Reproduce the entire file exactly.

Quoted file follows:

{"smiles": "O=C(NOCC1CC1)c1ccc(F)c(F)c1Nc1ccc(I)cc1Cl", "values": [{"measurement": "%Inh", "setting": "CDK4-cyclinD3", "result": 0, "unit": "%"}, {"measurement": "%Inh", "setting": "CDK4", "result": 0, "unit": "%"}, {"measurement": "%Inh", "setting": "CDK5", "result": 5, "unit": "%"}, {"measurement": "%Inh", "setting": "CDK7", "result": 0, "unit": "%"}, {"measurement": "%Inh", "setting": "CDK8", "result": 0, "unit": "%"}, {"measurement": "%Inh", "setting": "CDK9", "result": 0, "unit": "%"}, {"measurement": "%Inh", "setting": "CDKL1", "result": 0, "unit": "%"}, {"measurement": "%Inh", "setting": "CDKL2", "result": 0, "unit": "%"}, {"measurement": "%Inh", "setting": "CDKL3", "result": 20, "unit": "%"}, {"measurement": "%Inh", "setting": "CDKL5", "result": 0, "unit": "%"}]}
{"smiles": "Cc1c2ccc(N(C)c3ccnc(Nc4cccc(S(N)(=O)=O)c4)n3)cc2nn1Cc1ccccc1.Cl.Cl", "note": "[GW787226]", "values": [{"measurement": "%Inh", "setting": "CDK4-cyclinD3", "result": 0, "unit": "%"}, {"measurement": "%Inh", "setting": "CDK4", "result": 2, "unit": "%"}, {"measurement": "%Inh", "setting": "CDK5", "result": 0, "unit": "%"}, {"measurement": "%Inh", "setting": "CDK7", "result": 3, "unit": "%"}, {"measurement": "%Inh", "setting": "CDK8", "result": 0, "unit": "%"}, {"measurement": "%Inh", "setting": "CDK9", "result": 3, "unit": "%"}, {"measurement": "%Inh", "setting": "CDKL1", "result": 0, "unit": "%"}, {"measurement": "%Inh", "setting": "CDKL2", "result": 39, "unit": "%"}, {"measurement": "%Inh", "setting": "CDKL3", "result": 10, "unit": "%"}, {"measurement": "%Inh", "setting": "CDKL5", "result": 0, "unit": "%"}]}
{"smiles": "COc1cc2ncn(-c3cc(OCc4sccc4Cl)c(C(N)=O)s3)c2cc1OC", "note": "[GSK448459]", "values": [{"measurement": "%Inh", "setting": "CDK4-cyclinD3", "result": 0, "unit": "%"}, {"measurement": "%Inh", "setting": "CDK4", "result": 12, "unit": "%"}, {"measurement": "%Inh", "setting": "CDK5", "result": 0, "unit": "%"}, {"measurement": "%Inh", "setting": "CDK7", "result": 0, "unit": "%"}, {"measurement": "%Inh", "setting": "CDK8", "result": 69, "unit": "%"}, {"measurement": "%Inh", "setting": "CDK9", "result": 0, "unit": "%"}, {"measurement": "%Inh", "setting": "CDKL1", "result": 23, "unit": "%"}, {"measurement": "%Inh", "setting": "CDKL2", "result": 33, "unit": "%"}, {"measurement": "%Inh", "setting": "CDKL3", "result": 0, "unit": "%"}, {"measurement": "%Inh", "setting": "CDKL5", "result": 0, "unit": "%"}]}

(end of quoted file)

{"smiles": "O=C(NOCC1CC1)c1ccc(F)c(F)c1Nc1ccc(I)cc1Cl", "values": [{"measurement": "%Inh", "setting": "CDK4-cyclinD3", "result": 0, "unit": "%"}, {"measurement": "%Inh", "setting": "CDK4", "result": 0, "unit": "%"}, {"measurement": "%Inh", "setting": "CDK5", "result": 5, "unit": "%"}, {"measurement": "%Inh", "setting": "CDK7", "result": 0, "unit": "%"}, {"measurement": "%Inh", "setting": "CDK8", "result": 0, "unit": "%"}, {"measurement": "%Inh", "setting": "CDK9", "result": 0, "unit": "%"}, {"measurement": "%Inh", "setting": "CDKL1", "result": 0, "unit": "%"}, {"measurement": "%Inh", "setting": "CDKL2", "result": 0, "unit": "%"}, {"measurement": "%Inh", "setting": "CDKL3", "result": 20, "unit": "%"}, {"measurement": "%Inh", "setting": "CDKL5", "result": 0, "unit": "%"}]}
{"smiles": "Cc1c2ccc(N(C)c3ccnc(Nc4cccc(S(N)(=O)=O)c4)n3)cc2nn1Cc1ccccc1.Cl.Cl", "note": "[GW787226]", "values": [{"measurement": "%Inh", "setting": "CDK4-cyclinD3", "result": 0, "unit": "%"}, {"measurement": "%Inh", "setting": "CDK4", "result": 2, "unit": "%"}, {"measurement": "%Inh", "setting": "CDK5", "result": 0, "unit": "%"}, {"measurement": "%Inh", "setting": "CDK7", "result": 3, "unit": "%"}, {"measurement": "%Inh", "setting": "CDK8", "result": 0, "unit": "%"}, {"measurement": "%Inh", "setting": "CDK9", "result": 3, "unit": "%"}, {"measurement": "%Inh", "setting": "CDKL1", "result": 0, "unit": "%"}, {"measurement": "%Inh", "setting": "CDKL2", "result": 39, "unit": "%"}, {"measurement": "%Inh", "setting": "CDKL3", "result": 10, "unit": "%"}, {"measurement": "%Inh", "setting": "CDKL5", "result": 0, "unit": "%"}]}
{"smiles": "COc1cc2ncn(-c3cc(OCc4sccc4Cl)c(C(N)=O)s3)c2cc1OC", "note": "[GSK448459]", "values": [{"measurement": "%Inh", "setting": "CDK4-cyclinD3", "result": 0, "unit": "%"}, {"measurement": "%Inh", "setting": "CDK4", "result": 12, "unit": "%"}, {"measurement": "%Inh", "setting": "CDK5", "result": 0, "unit": "%"}, {"measurement": "%Inh", "setting": "CDK7", "result": 0, "unit": "%"}, {"measurement": "%Inh", "setting": "CDK8", "result": 69, "unit": "%"}, {"measurement": "%Inh", "setting": "CDK9", "result": 0, "unit": "%"}, {"measurement": "%Inh", "setting": "CDKL1", "result": 23, "unit": "%"}, {"measurement": "%Inh", "setting": "CDKL2", "result": 33, "unit": "%"}, {"measurement": "%Inh", "setting": "CDKL3", "result": 0, "unit": "%"}, {"measurement": "%Inh", "setting": "CDKL5", "result": 0, "unit": "%"}]}